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Unconsciously satisfying

David Mellor - Pride - flatware

Great design hits you on many lev­els. Design­ers love to talk about clos­ing the door of a BMW. It feels dif­fer­ent. And this feel­ing may not even reg­is­ter in the con­scious mind, but it mat­ters. The feel­ing of solid­i­ty and integri­ty dur­ing that action is unique and last­ing, even though it occu­pies a tiny sliv­er around the expe­ri­ence of dri­ving. You may not con­scious­ly notice it, but your mind reg­is­ters it and you body remem­bers it.I hes­i­tate to admit this in a pub­lic forum, but I don't think I've ever pur­chased a new piece of sil­ver­ware. Our sil­ver­ware draw­er is a hodge­podge of air­line spoons, thrift store forks, garage sale knives, odds and ends of var­i­ous shapes and sizes. But you've got to won­der whether the expe­ri­ence of eat­ing wouldn't be great­ly enhanced — even uncon­scious­ly — by great sil­ver­ware, like the set above by crafts­man David Mel­lor. I saw it yes­ter­day at Heath Ceram­ics in Sausal­i­to, and even a philis­tine like me could tell that it's got some­thing going on. For $160, you can find out for your­self.If you do, lis­ten to your sub­con­scious, and let me know what it says.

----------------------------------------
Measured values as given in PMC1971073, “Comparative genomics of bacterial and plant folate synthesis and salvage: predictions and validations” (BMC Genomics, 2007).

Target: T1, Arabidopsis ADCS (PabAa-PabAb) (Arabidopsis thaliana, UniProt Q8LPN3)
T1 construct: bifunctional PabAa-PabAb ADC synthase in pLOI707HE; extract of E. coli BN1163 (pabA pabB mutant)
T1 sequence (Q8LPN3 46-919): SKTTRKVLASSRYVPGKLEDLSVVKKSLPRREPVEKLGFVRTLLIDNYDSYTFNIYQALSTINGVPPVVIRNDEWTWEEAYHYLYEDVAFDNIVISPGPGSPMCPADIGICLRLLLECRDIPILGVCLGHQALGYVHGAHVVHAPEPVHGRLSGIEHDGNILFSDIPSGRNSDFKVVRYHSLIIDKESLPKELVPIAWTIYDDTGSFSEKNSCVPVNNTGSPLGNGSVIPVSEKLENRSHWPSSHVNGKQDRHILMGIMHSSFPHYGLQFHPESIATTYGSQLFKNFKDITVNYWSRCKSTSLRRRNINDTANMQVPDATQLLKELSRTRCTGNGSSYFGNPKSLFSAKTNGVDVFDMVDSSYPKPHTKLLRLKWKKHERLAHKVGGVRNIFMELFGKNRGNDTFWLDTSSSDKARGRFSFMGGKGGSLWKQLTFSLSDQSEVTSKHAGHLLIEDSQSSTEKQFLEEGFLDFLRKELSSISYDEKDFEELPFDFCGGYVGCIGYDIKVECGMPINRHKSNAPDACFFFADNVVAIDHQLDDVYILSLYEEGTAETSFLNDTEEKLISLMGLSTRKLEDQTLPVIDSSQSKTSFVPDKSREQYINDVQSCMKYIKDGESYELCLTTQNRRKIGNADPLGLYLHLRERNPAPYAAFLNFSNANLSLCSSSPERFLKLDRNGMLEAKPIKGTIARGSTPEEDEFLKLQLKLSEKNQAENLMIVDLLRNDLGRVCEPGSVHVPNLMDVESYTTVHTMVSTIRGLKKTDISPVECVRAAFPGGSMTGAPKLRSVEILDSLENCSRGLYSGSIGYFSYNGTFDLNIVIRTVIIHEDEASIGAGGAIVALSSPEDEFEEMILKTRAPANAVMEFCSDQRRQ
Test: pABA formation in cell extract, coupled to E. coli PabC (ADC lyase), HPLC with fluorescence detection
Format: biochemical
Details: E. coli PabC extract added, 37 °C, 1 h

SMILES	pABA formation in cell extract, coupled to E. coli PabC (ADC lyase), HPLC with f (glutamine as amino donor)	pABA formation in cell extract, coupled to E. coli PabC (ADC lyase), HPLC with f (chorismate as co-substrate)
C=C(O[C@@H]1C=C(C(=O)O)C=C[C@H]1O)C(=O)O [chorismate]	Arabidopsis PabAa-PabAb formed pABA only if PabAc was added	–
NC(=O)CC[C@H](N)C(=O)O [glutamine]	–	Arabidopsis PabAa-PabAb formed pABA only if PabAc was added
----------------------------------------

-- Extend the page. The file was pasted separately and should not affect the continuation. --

One reply on “Unconsciously satisfying”

I was a restau­rant guy for years. Things that peo­ple gen­er­al­ly won't notice can make or break a place, or so they say. When I walk into a din­ing room I've nev­er seen, I still have a habit of look­ing for things that seem as if the own­er is hop­ing no one will notice… assum­ing the own­er even noticed. Dust in cer­tain places, posi­tions of tables and the way traf­fic flows around them, lights, etc.… It always makes me say to myself, "Wow, sharp man­ag­er." or "How in hell are they still in business?"

On the oth­er hand, some of the best feeds I've ever had were in filthy dives. If the food is good enough and peo­ple know it, I guess they can afford to not give a damn how many cig­a­rette burns are in the springy booths they bought sec­ond hand from a con­demned truck stop. A good meal makes a hell­hole "charm­ing" and "eccen­tric".

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